Getting the most out of online tutorials

Getting the most out of online tutorials

The global pandemic has seen a huge rise in the number of people studying online. Those attending colleges and universities who expected to enjoy face-to-face seminars and tutorials have been forced to stay in their homes or dorm rooms and take classes remotely. Meanwhile, there has been a massive increase in take-up for online degree courses as ordinary people use lockdown time to further their education, or look to improve their chances in an uncertain employment market.

Online learning has many advantages. It opens up education to those who are not full-time students but who need to fit coursework in around a regular job or family responsibilities. However, sometimes the pressures of higher education can be exaggerated when courses are conducted over the internet, and among these is the feeling of not getting enough time with your tutors.

Help and support

Dedicated online programs have long been aware of these issues and have resources in place to manage them. Anyone studying to be a family nurse practitioner on Wilkes University FNP will be connected with a student success advisor to provide guidance, counseling and support. Nevertheless, there are steps you can take to get the most out of your time spent with your tutor, particularly when studying online.

Be ready on time

Find a space where you won’t be disturbed and you have a reliable Wi-Fi connection. Try to be ready at least 10 minutes before your tutorial is due to start, and use this time to test your microphone, your camera and your internet while checking for any bugs in your video-conferencing software. With distance learning, you’ve only got a limited amount of time with your tutor, so you want to make sure that you can be seen and heard clearly, and not waste precious minutes troubleshooting.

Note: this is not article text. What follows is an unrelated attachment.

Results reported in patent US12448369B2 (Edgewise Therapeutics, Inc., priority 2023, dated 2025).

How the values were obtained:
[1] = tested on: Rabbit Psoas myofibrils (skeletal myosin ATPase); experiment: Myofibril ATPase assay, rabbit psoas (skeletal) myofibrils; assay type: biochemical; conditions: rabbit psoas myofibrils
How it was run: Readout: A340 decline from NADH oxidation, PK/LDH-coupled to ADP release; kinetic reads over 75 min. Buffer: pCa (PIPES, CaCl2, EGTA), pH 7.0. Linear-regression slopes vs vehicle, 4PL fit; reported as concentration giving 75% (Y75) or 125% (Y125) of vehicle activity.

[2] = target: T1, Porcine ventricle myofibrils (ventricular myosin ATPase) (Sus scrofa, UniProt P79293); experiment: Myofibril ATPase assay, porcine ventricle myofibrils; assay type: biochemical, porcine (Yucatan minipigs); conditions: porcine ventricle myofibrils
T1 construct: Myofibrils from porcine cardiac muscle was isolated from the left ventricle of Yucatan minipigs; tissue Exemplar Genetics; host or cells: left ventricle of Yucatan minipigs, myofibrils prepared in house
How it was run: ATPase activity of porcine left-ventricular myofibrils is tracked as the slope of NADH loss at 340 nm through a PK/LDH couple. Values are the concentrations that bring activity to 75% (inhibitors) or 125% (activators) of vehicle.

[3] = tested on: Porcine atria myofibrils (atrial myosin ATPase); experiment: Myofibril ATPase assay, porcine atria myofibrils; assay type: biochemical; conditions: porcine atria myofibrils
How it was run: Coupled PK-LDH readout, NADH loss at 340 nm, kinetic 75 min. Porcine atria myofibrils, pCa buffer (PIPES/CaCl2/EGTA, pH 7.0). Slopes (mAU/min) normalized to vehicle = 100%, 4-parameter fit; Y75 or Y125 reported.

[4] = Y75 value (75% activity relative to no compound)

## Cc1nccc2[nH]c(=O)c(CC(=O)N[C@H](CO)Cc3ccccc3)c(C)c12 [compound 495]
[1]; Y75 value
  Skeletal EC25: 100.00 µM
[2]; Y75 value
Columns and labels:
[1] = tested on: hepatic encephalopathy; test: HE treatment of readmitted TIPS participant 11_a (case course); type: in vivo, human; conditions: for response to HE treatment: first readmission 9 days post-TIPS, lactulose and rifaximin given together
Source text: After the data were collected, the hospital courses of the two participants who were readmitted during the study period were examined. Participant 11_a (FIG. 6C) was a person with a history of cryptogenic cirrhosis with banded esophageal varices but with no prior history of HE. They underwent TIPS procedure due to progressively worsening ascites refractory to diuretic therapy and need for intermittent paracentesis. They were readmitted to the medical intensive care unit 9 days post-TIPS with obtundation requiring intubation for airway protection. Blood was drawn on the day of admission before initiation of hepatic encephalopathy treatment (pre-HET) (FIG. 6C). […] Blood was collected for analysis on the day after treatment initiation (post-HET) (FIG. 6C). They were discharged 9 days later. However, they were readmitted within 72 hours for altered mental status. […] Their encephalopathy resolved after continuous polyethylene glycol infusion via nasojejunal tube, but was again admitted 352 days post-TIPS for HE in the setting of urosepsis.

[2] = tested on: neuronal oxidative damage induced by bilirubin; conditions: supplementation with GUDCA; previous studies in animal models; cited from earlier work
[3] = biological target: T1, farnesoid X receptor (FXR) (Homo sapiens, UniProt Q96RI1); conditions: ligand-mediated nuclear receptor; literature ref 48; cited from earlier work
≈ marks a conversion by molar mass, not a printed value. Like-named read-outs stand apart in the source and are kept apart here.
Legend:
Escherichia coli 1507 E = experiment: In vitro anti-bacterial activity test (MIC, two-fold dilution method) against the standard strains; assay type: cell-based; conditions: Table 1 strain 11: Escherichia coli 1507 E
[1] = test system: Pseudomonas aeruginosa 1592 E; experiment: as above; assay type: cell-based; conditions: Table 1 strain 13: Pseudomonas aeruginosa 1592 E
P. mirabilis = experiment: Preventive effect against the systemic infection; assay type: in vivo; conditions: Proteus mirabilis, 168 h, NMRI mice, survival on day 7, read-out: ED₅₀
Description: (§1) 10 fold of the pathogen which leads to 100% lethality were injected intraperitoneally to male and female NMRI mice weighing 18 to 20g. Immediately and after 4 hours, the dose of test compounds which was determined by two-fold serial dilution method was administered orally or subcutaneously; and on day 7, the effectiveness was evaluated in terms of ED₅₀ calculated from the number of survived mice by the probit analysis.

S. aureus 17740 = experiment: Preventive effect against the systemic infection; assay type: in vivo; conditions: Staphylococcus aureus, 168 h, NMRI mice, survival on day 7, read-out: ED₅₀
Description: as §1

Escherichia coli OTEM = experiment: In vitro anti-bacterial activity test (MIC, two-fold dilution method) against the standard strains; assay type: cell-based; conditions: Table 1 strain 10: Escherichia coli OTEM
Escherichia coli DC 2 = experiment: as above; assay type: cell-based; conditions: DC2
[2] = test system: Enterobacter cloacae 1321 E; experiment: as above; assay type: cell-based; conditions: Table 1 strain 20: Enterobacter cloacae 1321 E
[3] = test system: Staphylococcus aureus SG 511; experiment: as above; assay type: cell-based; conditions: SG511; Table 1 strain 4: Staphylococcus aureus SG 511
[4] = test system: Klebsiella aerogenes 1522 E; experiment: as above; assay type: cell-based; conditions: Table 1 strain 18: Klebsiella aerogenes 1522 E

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Email your work in advance

If you need to discuss an essay or other work with your tutor, make sure that they’ve got all the relevant material from you in advance, preferably the day before. This can be emailed over or, better still, shared on the cloud, where you can both make notes and corrections in real time. Sending it in advance gives your tutor time to read it, assess where you need help, and source any additional material they think may benefit you. They can also think about how best to explain any concepts you might be struggling with.

Manage your expectations

Go into your meeting with a clear sense of what you hope to get out of it. Identify and prioritize your goals, and address the most important ones first. You have a limited amount of time, so make sure that any essential points are covered first.

It’s also crucial to have a realistic idea of how long it will take to cover each point. If you rush through, you won’t get full value from your tutorial. Don’t be afraid to say if your tutor is going too fast and you need to go back over something. Covering one subject thoroughly so that you understand it is better than skimming over four or five.

Online tutorials can work extremely well if you are well prepared. Know what you want and do the necessary groundwork so that you can get the most out of your screen time.

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